United Kingdom Tchaikovsky, The Nutcracker (choreography by Peter Wright): Soloists, corps de ballet, London Oratory Junior Choir, Schola Cantorum of the London Oratory School and the Orchestra of the Royal Opera House / Barry Wordsworth (conductor). Recorded at the Royal Opera House on 3 December and screened at Everyman Cinema, Chelmsford, Essex, 10.12.2018. (JPr)
Choreography – Peter Wright after Lev Ivanov
Original scenario – Marius Petipa
Production and scenario – Peter Wright
Designer – Julia Trevelyan Oman
Lighting designer – Mark Henderson
Production consultant – Roland John Wiley
Staging – Christopher Carr
Herr Drosselmeyer – Gary Avis
Clara – Anna Rose O’Sullivan
Hans-Peter/The Nutcracker – Marcelino Sambé
The Sugar Plum Fairy – Marianela Nuñez
The Prince – Vadim Muntagirov
Spanish dance – Kristen McNally, Nicol Edmonds, Annette Buvoli, Erico Montes, Hannah Grennell, Tomas Mock
Arabian dance – Melissa Hamilton, Reece Clarke, Téo Dubreuil, David Donnelly
Chinese dance – Luca Acri, Leo Dixon
Russian Dance – Paul Kay, Kevin Emerton
Dance of the Mirlitons – Isabella Gasparini, Elizabeth Harrod, Ashley Dean, Emma Maguire
Rose Fairy – Fumi Kaneko
Rose Fairy Escorts – William Bracewell, Tristan Dyer, Benjamin Ella, Valentino Zucchetti
Leading flowers – Claire Calvert. Itziar Mendizabal, Romany Pajdak, Beatriz Stix-Brunell
I mean no disrespect to genuine sufferers but is it possible to develop late in life an allergy to The Nutcracker? I understand that for many in the sold-out cinema auditorium in Chelmsford The Nutcracker is Christmas just like Santa Claus, tinsel and turkey. Nothing would have drawn me to Sir Peter Wright’s 1984 staging again if it had not been starring The Royal Ballet’s dream pairing for this ballet of Marianela Nuñez and Vadim Muntagirov as the Sugar Plum Fairy and her Prince. In some ballet reviews recently I have approvingly mentioned Marcelino Sambé and Hans-Peter/The Nutcracker was the biggest role I have seen him perform and he did not disappoint. Another wonderful discovery was another alumna of The Royal Ballet School, Anna Rose O’Sullivan as Clara.
I watched this encore showing of a recent performance (3 December) and it was clearer than ever to me how little story-telling there is in this version of The Nutcracker. Maybe the synopsis does say how ‘the wicked Queen of the Mice cast a spell over Drosselmeyer’s nephew, Hans-Peter, which transformed him into an ugly Nutcracker Doll.’ That ‘timeless magician and creator of mechanical toys and clocks’ had ‘killed off half of the mouse population’ in a royal palace so this was her revenge. To break the spell the Nutcracker must commit an act of great bravery and slay the Mouse King and find a young girl to love him. E. T. A. Hoffmann’s original tale (The Nutcracker and the Mouse King) was much a darker tale and what remains of it seems to be less and less important with each passing year.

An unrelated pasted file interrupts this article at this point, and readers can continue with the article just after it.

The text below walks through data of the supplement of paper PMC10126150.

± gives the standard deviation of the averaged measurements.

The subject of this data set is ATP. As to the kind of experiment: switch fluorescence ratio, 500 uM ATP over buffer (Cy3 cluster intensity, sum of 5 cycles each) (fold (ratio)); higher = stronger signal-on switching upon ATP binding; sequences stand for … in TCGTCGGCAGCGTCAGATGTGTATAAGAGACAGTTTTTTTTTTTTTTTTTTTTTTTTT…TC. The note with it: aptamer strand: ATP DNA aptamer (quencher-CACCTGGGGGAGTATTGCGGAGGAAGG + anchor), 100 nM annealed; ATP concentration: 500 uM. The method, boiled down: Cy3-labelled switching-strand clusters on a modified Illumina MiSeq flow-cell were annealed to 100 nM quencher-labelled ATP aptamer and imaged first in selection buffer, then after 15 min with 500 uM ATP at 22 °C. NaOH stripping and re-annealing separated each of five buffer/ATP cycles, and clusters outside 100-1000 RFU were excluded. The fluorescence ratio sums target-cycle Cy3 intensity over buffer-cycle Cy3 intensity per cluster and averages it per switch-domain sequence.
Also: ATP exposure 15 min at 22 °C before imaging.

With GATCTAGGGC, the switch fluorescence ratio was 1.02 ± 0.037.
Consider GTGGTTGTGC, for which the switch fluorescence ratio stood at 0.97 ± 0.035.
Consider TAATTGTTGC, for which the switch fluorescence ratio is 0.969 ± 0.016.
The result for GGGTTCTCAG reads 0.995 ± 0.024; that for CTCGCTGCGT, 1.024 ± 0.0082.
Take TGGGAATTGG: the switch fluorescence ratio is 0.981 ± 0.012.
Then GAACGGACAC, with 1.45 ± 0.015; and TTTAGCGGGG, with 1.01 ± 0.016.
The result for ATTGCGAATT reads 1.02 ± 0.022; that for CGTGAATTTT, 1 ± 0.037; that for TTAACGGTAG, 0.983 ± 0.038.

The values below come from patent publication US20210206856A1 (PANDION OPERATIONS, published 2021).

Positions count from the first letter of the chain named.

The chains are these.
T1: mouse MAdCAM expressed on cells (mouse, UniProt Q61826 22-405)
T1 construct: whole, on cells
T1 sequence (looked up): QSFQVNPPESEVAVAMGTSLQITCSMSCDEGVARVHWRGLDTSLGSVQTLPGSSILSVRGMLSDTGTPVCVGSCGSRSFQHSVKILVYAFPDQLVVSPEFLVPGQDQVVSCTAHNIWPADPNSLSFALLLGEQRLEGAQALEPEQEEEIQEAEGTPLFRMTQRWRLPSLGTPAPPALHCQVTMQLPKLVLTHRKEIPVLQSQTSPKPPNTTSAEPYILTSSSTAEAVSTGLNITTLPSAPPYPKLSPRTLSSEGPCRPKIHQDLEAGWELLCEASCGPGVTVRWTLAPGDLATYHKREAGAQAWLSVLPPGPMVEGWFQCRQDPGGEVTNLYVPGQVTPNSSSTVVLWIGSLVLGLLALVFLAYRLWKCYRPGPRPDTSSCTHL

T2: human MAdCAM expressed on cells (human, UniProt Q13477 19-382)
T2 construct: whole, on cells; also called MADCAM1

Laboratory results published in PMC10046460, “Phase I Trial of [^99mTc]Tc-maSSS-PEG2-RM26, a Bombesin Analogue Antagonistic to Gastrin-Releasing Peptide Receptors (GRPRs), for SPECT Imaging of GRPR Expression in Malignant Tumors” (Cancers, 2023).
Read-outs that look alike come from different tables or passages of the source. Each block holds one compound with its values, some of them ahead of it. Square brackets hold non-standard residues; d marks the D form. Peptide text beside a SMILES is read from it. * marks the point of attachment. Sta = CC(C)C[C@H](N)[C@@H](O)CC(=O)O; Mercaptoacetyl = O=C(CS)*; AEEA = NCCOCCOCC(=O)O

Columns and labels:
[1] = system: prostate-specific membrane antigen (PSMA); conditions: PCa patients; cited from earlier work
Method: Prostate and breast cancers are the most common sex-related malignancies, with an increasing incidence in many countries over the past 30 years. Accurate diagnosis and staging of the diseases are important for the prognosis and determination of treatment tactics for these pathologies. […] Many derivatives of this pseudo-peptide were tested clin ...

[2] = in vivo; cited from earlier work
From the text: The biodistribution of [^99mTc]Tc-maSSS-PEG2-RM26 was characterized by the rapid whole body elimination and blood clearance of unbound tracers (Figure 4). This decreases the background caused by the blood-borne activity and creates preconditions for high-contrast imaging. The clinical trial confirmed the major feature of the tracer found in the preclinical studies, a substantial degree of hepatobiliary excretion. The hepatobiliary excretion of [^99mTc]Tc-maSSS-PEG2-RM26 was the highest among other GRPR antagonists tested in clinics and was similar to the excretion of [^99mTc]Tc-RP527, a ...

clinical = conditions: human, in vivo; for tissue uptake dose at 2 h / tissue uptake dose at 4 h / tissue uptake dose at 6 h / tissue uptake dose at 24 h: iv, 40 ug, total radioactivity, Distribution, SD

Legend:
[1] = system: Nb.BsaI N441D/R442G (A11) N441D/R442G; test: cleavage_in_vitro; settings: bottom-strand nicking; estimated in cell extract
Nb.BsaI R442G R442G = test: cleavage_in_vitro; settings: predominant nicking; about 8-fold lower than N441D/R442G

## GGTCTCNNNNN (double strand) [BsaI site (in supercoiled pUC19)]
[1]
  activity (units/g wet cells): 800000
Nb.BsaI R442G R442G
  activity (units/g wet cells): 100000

All we are left with is – as I have written before – a glittering (sometimes literally) showcase for the talents of The Royal Ballet. Luckily they were – as an entire ensemble – as good as I have seen them recently in what has become merely a sequence of ballet set pieces, regardless of how delightful it all is. The Nutcracker is a guaranteed sell-out each year in the theatre or cinema and survives repeated seasons of performances with umpteen cast changes, so perhaps the attitude is ‘if it ain’t broke don’t fix it’. However, this is 2018 and over this production’s 34 years technology has moved on and there is so much more that could be done to bring new life to The Nutcracker, digitally projected scenery being one example. Ross MacGibbon’s camerawork for the screen was admirable in the way it held back and gave us a complete view of the stage on many significant occasions, but it was clear in closeup how Julia Trevelyan Oman’s designs are really beginning to show their age.